All-girl singing groups have been a part of music for a long time, and have often featured singing sisters. During the heyday of the big bands, groups like the Andrews Sisters were big stars, and in later decades there were pop groups like the Shangri-Las and others, but there were some that stretched across both eras. One group that found a measure of success was the Paris Sisters, a trio that had a big hit with “I Love How You Love Me.”
The sisters — Albeth, Sherrell, and Priscilla — grew up in San Francisco, and were groomed for music stardom from childhood. Their mother was an unfulfilled former opera singer, and she wasted no time in pushing her young girls into music. A good example of her drive was when she finagled a meeting with the Andrews Sisters, whom the girls often emulated. They were so taken with the youngsters that they allowed them on stage during their show.
The Paris Sisters soon had a recording contract, and even though sales of their early records were uneven, the group continued to work hard, performing everywhere from county fairs to Vegas lounges. (Complete with forged birth certificates, wigs, makeup — and strategic padding.) But as the decade wore on, stardom continued to elude the trio, and even a change of record companies didn’t help — in fact, they stopped making records for several years.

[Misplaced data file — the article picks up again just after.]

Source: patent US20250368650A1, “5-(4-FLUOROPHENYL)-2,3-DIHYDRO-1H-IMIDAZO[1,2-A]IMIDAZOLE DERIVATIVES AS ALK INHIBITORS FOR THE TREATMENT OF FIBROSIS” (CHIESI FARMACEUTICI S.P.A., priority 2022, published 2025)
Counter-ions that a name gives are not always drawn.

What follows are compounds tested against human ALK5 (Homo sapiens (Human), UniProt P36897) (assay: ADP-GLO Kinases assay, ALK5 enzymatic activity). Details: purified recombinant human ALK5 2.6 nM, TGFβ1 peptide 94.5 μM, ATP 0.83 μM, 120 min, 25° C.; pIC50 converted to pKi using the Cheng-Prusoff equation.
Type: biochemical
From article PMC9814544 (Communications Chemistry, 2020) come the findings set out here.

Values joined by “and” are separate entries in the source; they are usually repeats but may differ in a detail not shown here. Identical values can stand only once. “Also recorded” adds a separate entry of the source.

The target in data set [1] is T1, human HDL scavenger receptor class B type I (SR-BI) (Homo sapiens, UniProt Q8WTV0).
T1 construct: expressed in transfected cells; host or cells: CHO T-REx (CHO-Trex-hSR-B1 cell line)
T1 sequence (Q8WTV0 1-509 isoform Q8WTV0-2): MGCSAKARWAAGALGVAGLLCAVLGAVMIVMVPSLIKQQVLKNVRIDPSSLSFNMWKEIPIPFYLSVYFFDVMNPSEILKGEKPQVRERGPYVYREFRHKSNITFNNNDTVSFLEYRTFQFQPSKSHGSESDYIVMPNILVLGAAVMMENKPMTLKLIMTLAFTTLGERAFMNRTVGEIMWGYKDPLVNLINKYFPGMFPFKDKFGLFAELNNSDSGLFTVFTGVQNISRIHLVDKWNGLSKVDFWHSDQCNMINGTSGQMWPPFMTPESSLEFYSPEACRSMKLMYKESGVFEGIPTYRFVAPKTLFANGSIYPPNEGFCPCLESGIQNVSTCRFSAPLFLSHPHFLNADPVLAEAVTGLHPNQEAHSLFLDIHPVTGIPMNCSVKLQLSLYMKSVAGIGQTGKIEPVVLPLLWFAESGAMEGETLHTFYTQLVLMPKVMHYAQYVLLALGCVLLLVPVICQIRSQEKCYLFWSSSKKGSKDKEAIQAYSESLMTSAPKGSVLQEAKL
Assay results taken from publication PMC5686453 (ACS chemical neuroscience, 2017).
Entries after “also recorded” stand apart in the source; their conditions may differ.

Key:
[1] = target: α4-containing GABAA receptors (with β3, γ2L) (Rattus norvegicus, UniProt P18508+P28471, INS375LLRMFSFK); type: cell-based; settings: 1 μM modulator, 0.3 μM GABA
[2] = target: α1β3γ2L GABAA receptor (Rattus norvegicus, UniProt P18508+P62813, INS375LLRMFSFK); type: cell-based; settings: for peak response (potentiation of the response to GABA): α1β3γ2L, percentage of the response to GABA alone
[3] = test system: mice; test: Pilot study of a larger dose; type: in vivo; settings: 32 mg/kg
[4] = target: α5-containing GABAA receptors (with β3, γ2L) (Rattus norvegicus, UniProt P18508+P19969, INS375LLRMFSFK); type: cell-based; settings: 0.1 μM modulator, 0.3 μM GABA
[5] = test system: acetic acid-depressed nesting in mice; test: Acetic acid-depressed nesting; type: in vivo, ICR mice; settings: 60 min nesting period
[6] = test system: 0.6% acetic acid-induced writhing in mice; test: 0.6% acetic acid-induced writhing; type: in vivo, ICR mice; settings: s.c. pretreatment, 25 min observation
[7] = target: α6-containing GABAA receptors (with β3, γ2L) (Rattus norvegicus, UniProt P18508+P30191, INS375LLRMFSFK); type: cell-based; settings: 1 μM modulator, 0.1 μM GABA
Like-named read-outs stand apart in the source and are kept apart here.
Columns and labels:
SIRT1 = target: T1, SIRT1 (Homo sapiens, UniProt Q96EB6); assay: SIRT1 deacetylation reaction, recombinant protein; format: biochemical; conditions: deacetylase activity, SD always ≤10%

Things began to improve for the girls in the early Sixties after they signed a new recording contract and began working with producer Phil Spector. He made youngest sister Priscilla the lead singer and had her sing in a soft and breathy style more suited to current pop music. Success soon followed, with the group’s second record in the new style, “I Love How You Love Me,” rocketing almost to the top of pop charts.
Subsequent records, like “He Knows I Love Him Too Much” and “What Am I to Do,” also did well but fell quite a bit short of the success of their big hit, and things began to go a little downhill. There was also a lot of turmoil going on in the business end of things, and that probably didn’t help. However, the girls did continue to make records, and later in the decade Priscilla began to develop a solo career — although the sisters would still reunite from time to time.
Eventually the two older sisters left the performing side of the business behind, while Priscilla would continue to entertain throughout most of the next couple of decades. In later years she often appeared in Europe — she was especially fond of her namesake city, Paris — and plans were being discussed for a Paris Sisters reunion when she died in 2004.